Privatised in December 2016, Ausgrid has spent the past 12 months making its name as a savvy issuer in the capital markets. In August the electricity distributor executed the largest-ever US private placement for an Australian company at $1.89 billion. The final print size was over six times larger than the initial target of $300 million and included three maturities and a total of seven tranches. In October, Ausgrid followed this success with a jumbo A$1.2 billion fixed and floating rate note in the domestic market. The deal achieved the tightest pricing for a BBB seven-year deal since the global financial crisis at 122 basis points over three-month Bank Bill Swap Rates.

Latitude Financial Services

Latitude was created when GE Capital sold its Australia and New Zealand consumer finance businesses in 2015 to a consortium led by Deutsche Bank, Varde Management, and KKR. In 2017 the company earned its capital markets stripes with three transactions that caught our attention, including a first-ever credit card ABS that has won our Most Innovative Deal and Best Debt Finance Deal of the year (see below). The successful execution of this inaugural transaction allowed Latitude to price a club-style follow-on issuance in August 2017 raising A$500 million and extending the tenor of the notes to five-years.


UBS acted as sole lead on more equity deals than any other investment bank during a year dominated by two themes – acquisition finance and growth funding. The bank worked alone on entitlement offers for Downer (A$1 billion), Qube (A$350 million), and WorleyParsons (A$322 million). UBS continues to provide innovative structures aimed at the fair treatment of shareholders, while also ensuring successful pricing outcomes for issuers. It employs an award-winning team of 50 analysts covering over 250 stocks across the Australian market and holds a number one position in trading on the Australian Securities Exchange.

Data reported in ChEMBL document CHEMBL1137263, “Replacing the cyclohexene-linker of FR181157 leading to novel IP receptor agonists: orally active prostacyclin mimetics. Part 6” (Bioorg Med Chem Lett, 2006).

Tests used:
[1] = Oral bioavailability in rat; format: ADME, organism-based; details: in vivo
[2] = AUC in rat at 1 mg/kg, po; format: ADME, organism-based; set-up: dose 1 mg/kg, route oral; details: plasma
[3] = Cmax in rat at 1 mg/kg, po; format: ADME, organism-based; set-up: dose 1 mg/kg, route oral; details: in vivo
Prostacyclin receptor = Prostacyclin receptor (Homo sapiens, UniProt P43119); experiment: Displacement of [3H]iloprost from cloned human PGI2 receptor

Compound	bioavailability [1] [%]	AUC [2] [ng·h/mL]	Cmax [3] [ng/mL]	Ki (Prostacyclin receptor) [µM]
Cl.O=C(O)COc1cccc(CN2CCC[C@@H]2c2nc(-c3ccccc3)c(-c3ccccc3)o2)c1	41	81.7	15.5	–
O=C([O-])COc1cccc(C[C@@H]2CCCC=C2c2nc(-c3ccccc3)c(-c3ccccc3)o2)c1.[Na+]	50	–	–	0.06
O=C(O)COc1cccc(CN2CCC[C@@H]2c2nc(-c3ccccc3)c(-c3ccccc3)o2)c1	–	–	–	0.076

Goldman Sachs

Advising on some of the largest and most complex takeovers of 2017, Goldman Sachs reclaims our Best M&A House award after a two-year hiatus. The firm advised Tatts Group on a A$11.3 billion scheme of arrangement merger with rival Tabcorp, which finally closed in December after 14 months of legwork. It also acted for Yancoal Australia on its acquisition of Coal & Allied Industries from Rio Tinto and acted for a private equity consortium led by Goldman, QIC, and Pagoda in its purchase of cancer treatment provider Icon. The bank’s year was marked by a strong track record executing deals in the healthcare sector.


While National Australia Bank executed more local bonds in the market during the year, Westpac’s had a higher value and included a mega transaction for the Australian government (see our Best Local Bond Deal), a tightly priced subordinated note for AMP Capital, and the largest-ever US private placement for a local issuer in Ausgrid’s $1.89 billion deal. It led more than A$30 billion in issuance for financial institutions – more than any other arranger – and acted as sole lead on Visy’s landmark institutional placement in which the unrated packaging and recycling company raised A$150 million in 10-year bills.